30 July 2019 | Marina Taina
William Ennis | Hot!
Business as usual. 0800 crew arrival, cleanup of the slimy mountain of black caulk that was applied to the stringer tops, and then we moved the engine into place on the angle steel.
Adrian and Gabriel and I pushed and shoved the engine around unit we got the bolt holes in the motor mounts aligned with the drilled and tapped holes in the angle steel. With that done, we seated the Allen bolts, and did another round of aligning, taking care to keep stress in the motor mounts.
When we moved the coupling up to the transmission flange, they connected perfectly. Two weeks of alignment work paid off. There are other problems, but none so huge as this, and now it's past.
We had purchased a remote oil filter system since the CAD analysis indicated that we wouldn't be able access the oil filter port on the engine: the right front foot was in the way, according to the drawings. As we were struggling with the engine alignment, it seemed to me that there was sufficient space to easily fit a filter, and so it turned out to be. Eliminating the mounting of the remote filter will reduce the install time and eliminate our having to have an hydraulic truck visit to fabricate longer hoses. That's a win.
We've had to deal with our control cables since we decided to use the old ones, one being too long, the other too short, but we've managed to do that. Both our throttle and transmission cable now work.
The fancy new coupling needed to be tightened, and that requires a torque wrench. Adrian's torque wrench couldn't reach his needed location so he borrowed all of my ratchet extensions: his torque wrench extended over 1/2 a meter! It was ludicrous but it worked.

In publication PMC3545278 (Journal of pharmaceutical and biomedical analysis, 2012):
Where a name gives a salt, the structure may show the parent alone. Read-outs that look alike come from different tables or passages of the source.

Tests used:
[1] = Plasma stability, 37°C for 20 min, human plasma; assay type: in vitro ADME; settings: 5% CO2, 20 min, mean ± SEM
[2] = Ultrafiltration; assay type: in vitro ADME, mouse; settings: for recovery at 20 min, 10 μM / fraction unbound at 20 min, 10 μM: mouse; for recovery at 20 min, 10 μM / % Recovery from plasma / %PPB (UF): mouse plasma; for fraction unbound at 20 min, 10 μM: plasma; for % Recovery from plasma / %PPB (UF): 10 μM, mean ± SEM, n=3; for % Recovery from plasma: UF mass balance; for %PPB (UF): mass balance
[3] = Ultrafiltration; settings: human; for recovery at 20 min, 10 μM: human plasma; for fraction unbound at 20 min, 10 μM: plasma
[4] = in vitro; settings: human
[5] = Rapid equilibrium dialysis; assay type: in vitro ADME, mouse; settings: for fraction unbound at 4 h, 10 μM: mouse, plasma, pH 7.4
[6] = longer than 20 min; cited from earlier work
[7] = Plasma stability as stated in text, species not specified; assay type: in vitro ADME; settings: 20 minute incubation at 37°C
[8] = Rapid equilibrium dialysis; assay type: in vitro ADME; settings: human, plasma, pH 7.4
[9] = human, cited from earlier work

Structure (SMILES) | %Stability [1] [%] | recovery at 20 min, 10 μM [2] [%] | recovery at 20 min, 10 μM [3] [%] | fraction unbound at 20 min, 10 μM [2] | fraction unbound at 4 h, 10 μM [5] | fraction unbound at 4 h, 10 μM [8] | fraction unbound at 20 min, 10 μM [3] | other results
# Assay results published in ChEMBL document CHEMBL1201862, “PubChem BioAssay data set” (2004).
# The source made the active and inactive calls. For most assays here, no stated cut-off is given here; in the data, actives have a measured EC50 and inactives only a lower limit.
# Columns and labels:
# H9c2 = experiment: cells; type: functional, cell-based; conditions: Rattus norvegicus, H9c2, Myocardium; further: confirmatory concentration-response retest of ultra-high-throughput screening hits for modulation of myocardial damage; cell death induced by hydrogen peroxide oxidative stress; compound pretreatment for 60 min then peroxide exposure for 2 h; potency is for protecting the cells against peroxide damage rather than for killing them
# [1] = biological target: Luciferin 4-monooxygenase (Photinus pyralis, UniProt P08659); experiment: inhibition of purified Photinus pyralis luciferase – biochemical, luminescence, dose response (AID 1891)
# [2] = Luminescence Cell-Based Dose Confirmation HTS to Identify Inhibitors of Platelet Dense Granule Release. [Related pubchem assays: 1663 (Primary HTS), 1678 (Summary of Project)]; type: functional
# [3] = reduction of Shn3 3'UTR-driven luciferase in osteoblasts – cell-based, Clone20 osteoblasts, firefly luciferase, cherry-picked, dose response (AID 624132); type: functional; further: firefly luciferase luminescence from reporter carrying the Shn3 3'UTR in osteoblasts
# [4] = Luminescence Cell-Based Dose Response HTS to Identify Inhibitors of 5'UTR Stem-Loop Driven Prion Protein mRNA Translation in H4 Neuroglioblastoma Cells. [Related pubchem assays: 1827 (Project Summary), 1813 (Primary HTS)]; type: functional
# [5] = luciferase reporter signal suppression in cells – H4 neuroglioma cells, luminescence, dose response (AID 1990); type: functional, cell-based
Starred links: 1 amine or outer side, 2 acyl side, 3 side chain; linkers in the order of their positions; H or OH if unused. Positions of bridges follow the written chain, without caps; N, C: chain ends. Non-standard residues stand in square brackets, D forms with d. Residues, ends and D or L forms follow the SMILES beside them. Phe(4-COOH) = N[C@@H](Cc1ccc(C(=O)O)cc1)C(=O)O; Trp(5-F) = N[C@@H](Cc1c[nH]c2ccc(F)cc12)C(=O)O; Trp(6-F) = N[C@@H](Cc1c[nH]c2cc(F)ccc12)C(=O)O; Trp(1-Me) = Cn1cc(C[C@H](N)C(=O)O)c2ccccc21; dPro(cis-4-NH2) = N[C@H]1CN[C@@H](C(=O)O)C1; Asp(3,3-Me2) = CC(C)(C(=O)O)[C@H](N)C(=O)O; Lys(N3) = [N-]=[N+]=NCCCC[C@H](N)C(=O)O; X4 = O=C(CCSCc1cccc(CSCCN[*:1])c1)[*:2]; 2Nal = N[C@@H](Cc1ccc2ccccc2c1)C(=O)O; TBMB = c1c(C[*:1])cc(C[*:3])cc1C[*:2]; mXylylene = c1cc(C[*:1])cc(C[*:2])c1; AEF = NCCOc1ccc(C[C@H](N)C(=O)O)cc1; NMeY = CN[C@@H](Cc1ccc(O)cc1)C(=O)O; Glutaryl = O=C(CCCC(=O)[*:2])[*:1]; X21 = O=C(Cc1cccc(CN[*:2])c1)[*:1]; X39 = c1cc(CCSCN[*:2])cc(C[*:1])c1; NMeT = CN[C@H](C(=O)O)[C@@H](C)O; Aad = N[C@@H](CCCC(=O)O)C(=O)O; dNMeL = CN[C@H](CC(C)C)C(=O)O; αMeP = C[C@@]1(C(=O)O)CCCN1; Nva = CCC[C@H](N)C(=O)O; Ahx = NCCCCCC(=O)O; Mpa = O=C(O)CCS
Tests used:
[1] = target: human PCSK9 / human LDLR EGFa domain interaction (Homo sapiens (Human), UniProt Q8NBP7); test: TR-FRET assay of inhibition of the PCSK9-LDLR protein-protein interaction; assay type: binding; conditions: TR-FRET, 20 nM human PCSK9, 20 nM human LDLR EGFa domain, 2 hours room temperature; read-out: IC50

Like most exhaust on sailboats, we have "wet" exhaust. Salt water that's pumped into the heat exchanger to scavenge engine heat is then pumped into the hot exhaust gases just as they leave the engine. The seawater cools the exhaust and absorbs a lot of sound. That saltwater/exhaust gas mix travels through exhaust hose into what serves as a muffler: a stainless steel box. From there, it travels by exhaust hose again to a vented loop, then overboard, where it shows as the characteristic splashed water exhaust vented from the boat. The vented loop, by the way, prevents saltwater from being siphoned back into the engine when the exhaust port on the hull is immersed. We now have both pieces of exhaust hose in place, one from engine to muffler through the new exhaust loop that we ordered on the engine, and from muffler overboard. Exhaust hose is always black, heat-resistant hose with a wire spiral in it to prevent collapse in a negative pressure situation. It's heavy and difficult to work with since the wire prevents easy bending.
I placed our new bilge pump/float switch system in the bilge bottom today, but it appears that I'll still have difficulty in accessing it with the exhaust hose system in place. Damn! We've got a working system, so we shouldn't need constant access to it. We did confirm that the wiring was working before we set it in place. As an aside, it's possible to mount a pump in a more accessible location, above the bilge, in fact, and simply drop a hose into the bilge. The non-submersible pumps do not pump as much volume/time of water, so we've kept the submersible pump with all of its complications.
We installed the raw water hoses, from the sea cock to the old strainer. I'll buy a new one and replace it next season. We installed, but had to modify, the alternator charging system. I've got to work on that tomorrow, Adrian's boat watch day. We installed the feed and return fuel lines, although I forgot to re-route the return line so that's an important task for me tomorrow. We installed the anti-siphon system.
The anti-siphon system that came with the Beta uses the same principle as the one that we've been using, but it requires that we drill a small hole in the hull, something that I'm loath to do. Conni and I will think about it.
So, the engine is installed but all of the various connections aren't complete.